• After doing that, add the uppercut to get a feel of the compelte movement and punch. This will train you to punch using your legs, not just your arms.
  • After that, duck in and end with a combination starting with the uppercut. This will teach you to return to good guard after the punch, and not "admire" your work.
Second, learn how to throw Up/Uppercut elbows like I've illustrated in this post here. Learning a good up elbow is akin to learning a good uppercut, and the body mechanics are practically the same.

Of course, I leave you with a little show and tell:
  • Learning how to throw an uppercut from the folks at Expert Cillage. As a disclaimer, I hate the fact that he emphasizes cocking your shoulder back to throw the uppercut. I think that is a completely wasted movement that can be used by good fighter to counter you. Drop that part, and I agree wholeheartedly.
  • A quick look at Mike Tyson using the uppercut in a match here. Mike used his uppercuts beautifully, and if you watch a lot of his highlights, you will notice that he completely comes up onto his toes when throwing a lot of his uppercuts.
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Old 12-21-2007, 11:14 PM   #43 (permalink)
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My initial response is on the front page, but it's older and not very deep, so I figured I'd add some stuff that I've learned since that has really helped me to develop my explosiveness and my standup skills.

Do explosiveness training. It's been said that machine based or free-weights based power training is the best thing to develop punching power, and that's the school of thought that older guys like Tank Abbott come from, but I think, personally, that that's a load of crap. Jumping pushups and explosive burpees will help your cardio and increase your strength training. On top of that, they will give you the pop that you need standing up to put guys to sleep.

Focus on stiffening up your straight punches. The jab and the cross are the two most common punches, and if you make them sting then you're pretty solid in the standup department. Even if you don't put guys to sleep, making sure that these punches land stiff can put you in a good position to follow up on opponents and get TKO's.

Work on your follow throughs for hooks and uppercuts. There is a whole ideology between the followthrough that it has to be short, but powerful. That's definitely something requisite for a knock out. While your physical power will play into it, what will also play in is how you follow through on the punch. The better your followthrough, the more damage the initial impact will do, and it's one of the examples why TKD and Karate guys don't transition so well MMA, because they work more for speed and snap than for that followthrough on their hooks and uppercuts.

Really balance your arsenal. If you've got a good knowledge of a large group of punches, you can set up the ones that you know will put your opponent to sleep with ones that you know will, at the very least, do some damage. It also helps you learn to control angles and attack from different positions that some standup guys don't know how to do.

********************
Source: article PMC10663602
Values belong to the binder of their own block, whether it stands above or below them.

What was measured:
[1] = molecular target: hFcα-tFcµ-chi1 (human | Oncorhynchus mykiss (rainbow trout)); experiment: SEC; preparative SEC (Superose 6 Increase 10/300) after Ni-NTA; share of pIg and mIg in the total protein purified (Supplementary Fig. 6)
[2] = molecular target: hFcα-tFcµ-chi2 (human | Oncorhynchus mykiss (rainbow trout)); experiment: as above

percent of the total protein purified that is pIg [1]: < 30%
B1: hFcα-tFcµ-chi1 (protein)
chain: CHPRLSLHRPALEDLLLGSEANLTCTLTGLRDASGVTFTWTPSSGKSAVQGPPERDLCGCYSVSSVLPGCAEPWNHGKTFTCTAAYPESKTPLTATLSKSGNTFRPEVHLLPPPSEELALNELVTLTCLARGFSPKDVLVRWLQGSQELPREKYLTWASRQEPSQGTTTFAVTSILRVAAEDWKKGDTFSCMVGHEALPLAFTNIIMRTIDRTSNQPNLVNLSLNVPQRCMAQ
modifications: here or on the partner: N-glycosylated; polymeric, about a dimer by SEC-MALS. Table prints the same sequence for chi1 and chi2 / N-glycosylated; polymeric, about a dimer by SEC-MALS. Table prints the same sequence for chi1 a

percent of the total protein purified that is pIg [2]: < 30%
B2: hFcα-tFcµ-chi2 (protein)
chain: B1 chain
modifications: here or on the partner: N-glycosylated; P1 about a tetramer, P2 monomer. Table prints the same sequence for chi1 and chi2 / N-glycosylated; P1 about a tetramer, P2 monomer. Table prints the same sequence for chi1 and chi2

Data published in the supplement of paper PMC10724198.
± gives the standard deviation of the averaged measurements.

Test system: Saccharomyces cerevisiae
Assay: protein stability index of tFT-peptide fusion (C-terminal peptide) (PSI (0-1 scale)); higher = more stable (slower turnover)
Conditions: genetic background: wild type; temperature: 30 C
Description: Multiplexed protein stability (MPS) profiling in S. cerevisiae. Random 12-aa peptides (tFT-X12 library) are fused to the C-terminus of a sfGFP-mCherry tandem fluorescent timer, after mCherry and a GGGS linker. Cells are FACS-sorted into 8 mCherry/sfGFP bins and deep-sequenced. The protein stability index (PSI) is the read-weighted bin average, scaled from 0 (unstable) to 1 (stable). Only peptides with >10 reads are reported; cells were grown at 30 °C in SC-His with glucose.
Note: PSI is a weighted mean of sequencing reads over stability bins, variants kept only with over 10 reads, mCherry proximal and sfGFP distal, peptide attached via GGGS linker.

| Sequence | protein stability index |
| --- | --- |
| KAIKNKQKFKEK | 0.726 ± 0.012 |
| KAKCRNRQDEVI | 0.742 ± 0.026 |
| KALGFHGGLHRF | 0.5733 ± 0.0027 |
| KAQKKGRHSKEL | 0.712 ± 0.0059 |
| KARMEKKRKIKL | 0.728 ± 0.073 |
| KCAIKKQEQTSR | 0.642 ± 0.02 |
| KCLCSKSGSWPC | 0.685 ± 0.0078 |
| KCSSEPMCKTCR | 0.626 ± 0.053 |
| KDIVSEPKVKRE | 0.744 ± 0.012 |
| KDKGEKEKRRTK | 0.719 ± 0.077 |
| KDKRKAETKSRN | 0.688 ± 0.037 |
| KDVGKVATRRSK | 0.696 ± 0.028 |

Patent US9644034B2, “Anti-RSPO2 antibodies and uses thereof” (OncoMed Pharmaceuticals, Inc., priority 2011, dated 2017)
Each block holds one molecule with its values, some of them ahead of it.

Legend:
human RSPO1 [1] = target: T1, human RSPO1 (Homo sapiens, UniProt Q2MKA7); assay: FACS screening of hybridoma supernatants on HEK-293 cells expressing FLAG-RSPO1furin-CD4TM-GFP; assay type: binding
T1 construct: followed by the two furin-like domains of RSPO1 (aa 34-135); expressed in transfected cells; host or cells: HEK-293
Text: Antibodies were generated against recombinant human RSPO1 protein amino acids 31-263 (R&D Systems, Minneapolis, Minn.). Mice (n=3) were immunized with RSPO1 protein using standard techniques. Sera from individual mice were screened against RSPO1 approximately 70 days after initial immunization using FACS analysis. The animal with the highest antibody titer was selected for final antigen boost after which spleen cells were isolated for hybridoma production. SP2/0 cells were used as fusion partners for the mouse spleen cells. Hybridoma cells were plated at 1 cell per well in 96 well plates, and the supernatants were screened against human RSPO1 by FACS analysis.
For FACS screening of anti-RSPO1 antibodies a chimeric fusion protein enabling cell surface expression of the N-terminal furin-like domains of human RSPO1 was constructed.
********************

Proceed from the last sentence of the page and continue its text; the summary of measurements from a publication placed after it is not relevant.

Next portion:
Hope that was helpful for somebody.
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Old 12-22-2007, 06:34 AM   #44 (permalink)
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Quote:
Originally Posted by IronMan View Post
My initial response is on the front page, but it's older and not very deep, so I figured I'd add some stuff that I've learned since that has really helped me to develop my explosiveness and my standup skills.

Do explosiveness training. It's been said that machine based or free-weights based power training is the best thing to develop punching power, and that's the school of thought that older guys like Tank Abbott come from, but I think, personally, that that's a load of crap. Jumping pushups and explosive burpees will help your cardio and increase your strength training. On top of that, they will give you the pop that you need standing up to put guys to sleep.

Focus on stiffening up your straight punches. The jab and the cross are the two most common punches, and if you make them sting then you're pretty solid in the standup department. Even if you don't put guys to sleep, making sure that these punches land stiff can put you in a good position to follow up on opponents and get TKO's.

Work on your follow throughs for hooks and uppercuts. There is a whole ideology between the followthrough that it has to be short, but powerful. That's definitely something requisite for a knock out. While your physical power will play into it, what will also play in is how you follow through on the punch. The better your followthrough, the more damage the initial impact will do, and it's one of the examples why TKD and Karate guys don't transition so well MMA, because they work more for speed and snap than for that followthrough on their hooks and uppercuts.

Really balance your arsenal. If you've got a good knowledge of a large group of punches, you can set up the ones that you know will put your opponent to sleep with ones that you know will, at the very least, do some damage. It also helps you learn to control angles and attack from different positions that some standup guys don't know how to do.

Hope that was helpful for somebody.


this helped me thanks for the post

btw i need sum tips on workin on following thru with my punches i cant seem to do it, i got a heavy bag and im filling it up with better material so it will become tougher and harder atm i hit it and a dent appears and doesn't leave so im fillin it up more
but wen i try following thru with my punches i jus CANT do it i turn my leg hips shoulder and swing with the right hoook but the minute it hits the bag thas wen my movement stops and usualy with my straights which i think is my strongest punch it hit the bag and pull back really quickly jus as it lands iv jus naturally done this for years its quite fast but not powerful